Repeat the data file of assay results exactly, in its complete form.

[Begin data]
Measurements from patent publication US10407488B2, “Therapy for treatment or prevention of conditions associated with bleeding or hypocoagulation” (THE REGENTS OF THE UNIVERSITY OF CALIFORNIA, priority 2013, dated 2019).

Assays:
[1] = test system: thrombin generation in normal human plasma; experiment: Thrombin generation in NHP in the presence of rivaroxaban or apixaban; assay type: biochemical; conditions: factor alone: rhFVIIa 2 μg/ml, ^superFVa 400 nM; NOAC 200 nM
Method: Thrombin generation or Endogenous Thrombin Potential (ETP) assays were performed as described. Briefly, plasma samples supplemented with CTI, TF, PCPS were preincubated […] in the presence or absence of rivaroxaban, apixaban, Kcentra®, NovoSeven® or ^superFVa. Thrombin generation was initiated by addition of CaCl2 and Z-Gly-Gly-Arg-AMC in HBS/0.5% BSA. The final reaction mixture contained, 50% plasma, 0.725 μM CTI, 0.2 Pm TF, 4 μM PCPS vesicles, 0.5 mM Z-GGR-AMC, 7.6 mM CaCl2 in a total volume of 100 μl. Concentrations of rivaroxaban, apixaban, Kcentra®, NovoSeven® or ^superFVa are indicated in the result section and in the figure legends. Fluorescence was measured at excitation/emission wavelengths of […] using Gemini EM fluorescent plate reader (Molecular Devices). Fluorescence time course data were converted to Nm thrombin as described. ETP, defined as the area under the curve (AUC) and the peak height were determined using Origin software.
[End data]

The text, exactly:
Measurements from patent publication US10407488B2, “Therapy for treatment or prevention of conditions associated with bleeding or hypocoagulation” (THE REGENTS OF THE UNIVERSITY OF CALIFORNIA, priority 2013, dated 2019).

Assays:
[1] = test system: thrombin generation in normal human plasma; experiment: Thrombin generation in NHP in the presence of rivaroxaban or apixaban; assay type: biochemical; conditions: factor alone: rhFVIIa 2 μg/ml, ^superFVa 400 nM; NOAC 200 nM
Method: Thrombin generation or Endogenous Thrombin Potential (ETP) assays were performed as described. Briefly, plasma samples supplemented with CTI, TF, PCPS were preincubated […] in the presence or absence of rivaroxaban, apixaban, Kcentra®, NovoSeven® or ^superFVa. Thrombin generation was initiated by addition of CaCl2 and Z-Gly-Gly-Arg-AMC in HBS/0.5% BSA. The final reaction mixture contained, 50% plasma, 0.725 μM CTI, 0.2 Pm TF, 4 μM PCPS vesicles, 0.5 mM Z-GGR-AMC, 7.6 mM CaCl2 in a total volume of 100 μl. Concentrations of rivaroxaban, apixaban, Kcentra®, NovoSeven® or ^superFVa are indicated in the result section and in the figure legends. Fluorescence was measured at excitation/emission wavelengths of […] using Gemini EM fluorescent plate reader (Molecular Devices). Fluorescence time course data were converted to Nm thrombin as described. ETP, defined as the area under the curve (AUC) and the peak height were determined using Origin software.